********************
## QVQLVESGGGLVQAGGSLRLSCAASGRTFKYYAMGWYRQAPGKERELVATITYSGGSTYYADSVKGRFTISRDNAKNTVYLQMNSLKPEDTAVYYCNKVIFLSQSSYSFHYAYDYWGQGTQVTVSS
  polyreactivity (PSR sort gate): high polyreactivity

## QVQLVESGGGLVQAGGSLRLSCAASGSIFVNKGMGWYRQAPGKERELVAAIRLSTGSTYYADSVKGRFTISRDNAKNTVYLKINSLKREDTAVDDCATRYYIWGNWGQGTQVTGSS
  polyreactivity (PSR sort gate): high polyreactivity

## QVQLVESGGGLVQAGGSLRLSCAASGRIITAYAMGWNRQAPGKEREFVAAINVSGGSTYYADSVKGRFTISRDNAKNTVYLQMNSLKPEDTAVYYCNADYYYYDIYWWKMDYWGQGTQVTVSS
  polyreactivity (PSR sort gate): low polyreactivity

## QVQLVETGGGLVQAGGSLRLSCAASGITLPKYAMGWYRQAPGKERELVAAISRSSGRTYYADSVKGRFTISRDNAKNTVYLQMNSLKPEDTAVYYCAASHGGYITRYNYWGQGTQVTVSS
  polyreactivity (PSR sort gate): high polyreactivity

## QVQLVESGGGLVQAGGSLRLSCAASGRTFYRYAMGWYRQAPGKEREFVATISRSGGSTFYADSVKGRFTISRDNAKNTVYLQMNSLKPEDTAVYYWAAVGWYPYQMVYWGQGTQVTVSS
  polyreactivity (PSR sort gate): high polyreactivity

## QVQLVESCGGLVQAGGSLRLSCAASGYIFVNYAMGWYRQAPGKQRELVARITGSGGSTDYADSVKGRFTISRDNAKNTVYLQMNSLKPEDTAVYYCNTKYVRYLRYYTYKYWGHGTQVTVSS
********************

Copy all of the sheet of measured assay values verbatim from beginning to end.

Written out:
## QVQLVESGGGLVQAGGSLRLSCAASGRTFKYYAMGWYRQAPGKERELVATITYSGGSTYYADSVKGRFTISRDNAKNTVYLQMNSLKPEDTAVYYCNKVIFLSQSSYSFHYAYDYWGQGTQVTVSS
  polyreactivity (PSR sort gate): high polyreactivity

## QVQLVESGGGLVQAGGSLRLSCAASGSIFVNKGMGWYRQAPGKERELVAAIRLSTGSTYYADSVKGRFTISRDNAKNTVYLKINSLKREDTAVDDCATRYYIWGNWGQGTQVTGSS
  polyreactivity (PSR sort gate): high polyreactivity

## QVQLVESGGGLVQAGGSLRLSCAASGRIITAYAMGWNRQAPGKEREFVAAINVSGGSTYYADSVKGRFTISRDNAKNTVYLQMNSLKPEDTAVYYCNADYYYYDIYWWKMDYWGQGTQVTVSS
  polyreactivity (PSR sort gate): low polyreactivity

## QVQLVETGGGLVQAGGSLRLSCAASGITLPKYAMGWYRQAPGKERELVAAISRSSGRTYYADSVKGRFTISRDNAKNTVYLQMNSLKPEDTAVYYCAASHGGYITRYNYWGQGTQVTVSS
  polyreactivity (PSR sort gate): high polyreactivity

## QVQLVESGGGLVQAGGSLRLSCAASGRTFYRYAMGWYRQAPGKEREFVATISRSGGSTFYADSVKGRFTISRDNAKNTVYLQMNSLKPEDTAVYYWAAVGWYPYQMVYWGQGTQVTVSS
  polyreactivity (PSR sort gate): high polyreactivity

## QVQLVESCGGLVQAGGSLRLSCAASGYIFVNYAMGWYRQAPGKQRELVARITGSGGSTDYADSVKGRFTISRDNAKNTVYLQMNSLKPEDTAVYYCNTKYVRYLRYYTYKYWGHGTQVTVSS